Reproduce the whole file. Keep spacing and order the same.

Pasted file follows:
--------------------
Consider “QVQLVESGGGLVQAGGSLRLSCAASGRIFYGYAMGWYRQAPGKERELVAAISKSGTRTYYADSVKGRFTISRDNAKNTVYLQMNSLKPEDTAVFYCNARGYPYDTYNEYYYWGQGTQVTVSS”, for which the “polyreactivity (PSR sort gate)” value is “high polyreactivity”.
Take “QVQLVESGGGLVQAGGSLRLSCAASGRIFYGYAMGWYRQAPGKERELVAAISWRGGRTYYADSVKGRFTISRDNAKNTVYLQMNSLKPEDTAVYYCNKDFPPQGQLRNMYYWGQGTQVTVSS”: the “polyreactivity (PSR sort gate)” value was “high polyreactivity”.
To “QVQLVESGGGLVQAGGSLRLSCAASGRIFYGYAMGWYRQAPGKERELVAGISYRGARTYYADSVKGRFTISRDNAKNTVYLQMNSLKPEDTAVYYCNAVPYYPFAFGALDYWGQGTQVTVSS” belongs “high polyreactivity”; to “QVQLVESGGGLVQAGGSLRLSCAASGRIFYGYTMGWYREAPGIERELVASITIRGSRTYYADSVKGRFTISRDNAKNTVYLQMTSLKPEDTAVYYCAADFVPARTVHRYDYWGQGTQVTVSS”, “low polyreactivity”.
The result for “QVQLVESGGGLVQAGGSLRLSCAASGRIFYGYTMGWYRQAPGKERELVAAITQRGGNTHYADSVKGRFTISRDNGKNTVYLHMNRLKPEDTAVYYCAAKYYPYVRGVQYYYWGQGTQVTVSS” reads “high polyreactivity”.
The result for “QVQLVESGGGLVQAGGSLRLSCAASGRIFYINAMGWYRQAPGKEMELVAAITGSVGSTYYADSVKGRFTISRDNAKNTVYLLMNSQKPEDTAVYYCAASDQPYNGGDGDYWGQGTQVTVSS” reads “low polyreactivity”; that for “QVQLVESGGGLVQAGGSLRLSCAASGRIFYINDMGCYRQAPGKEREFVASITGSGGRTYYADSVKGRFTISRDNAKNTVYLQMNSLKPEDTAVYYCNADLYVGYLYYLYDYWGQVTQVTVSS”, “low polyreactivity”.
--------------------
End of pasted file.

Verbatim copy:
Consider “QVQLVESGGGLVQAGGSLRLSCAASGRIFYGYAMGWYRQAPGKERELVAAISKSGTRTYYADSVKGRFTISRDNAKNTVYLQMNSLKPEDTAVFYCNARGYPYDTYNEYYYWGQGTQVTVSS”, for which the “polyreactivity (PSR sort gate)” value is “high polyreactivity”.
Take “QVQLVESGGGLVQAGGSLRLSCAASGRIFYGYAMGWYRQAPGKERELVAAISWRGGRTYYADSVKGRFTISRDNAKNTVYLQMNSLKPEDTAVYYCNKDFPPQGQLRNMYYWGQGTQVTVSS”: the “polyreactivity (PSR sort gate)” value was “high polyreactivity”.
To “QVQLVESGGGLVQAGGSLRLSCAASGRIFYGYAMGWYRQAPGKERELVAGISYRGARTYYADSVKGRFTISRDNAKNTVYLQMNSLKPEDTAVYYCNAVPYYPFAFGALDYWGQGTQVTVSS” belongs “high polyreactivity”; to “QVQLVESGGGLVQAGGSLRLSCAASGRIFYGYTMGWYREAPGIERELVASITIRGSRTYYADSVKGRFTISRDNAKNTVYLQMTSLKPEDTAVYYCAADFVPARTVHRYDYWGQGTQVTVSS”, “low polyreactivity”.
The result for “QVQLVESGGGLVQAGGSLRLSCAASGRIFYGYTMGWYRQAPGKERELVAAITQRGGNTHYADSVKGRFTISRDNGKNTVYLHMNRLKPEDTAVYYCAAKYYPYVRGVQYYYWGQGTQVTVSS” reads “high polyreactivity”.
The result for “QVQLVESGGGLVQAGGSLRLSCAASGRIFYINAMGWYRQAPGKEMELVAAITGSVGSTYYADSVKGRFTISRDNAKNTVYLLMNSQKPEDTAVYYCAASDQPYNGGDGDYWGQGTQVTVSS” reads “low polyreactivity”; that for “QVQLVESGGGLVQAGGSLRLSCAASGRIFYINDMGCYRQAPGKEREFVASITGSGGRTYYADSVKGRFTISRDNAKNTVYLQMNSLKPEDTAVYYCNADLYVGYLYYLYDYWGQVTQVTVSS”, “low polyreactivity”.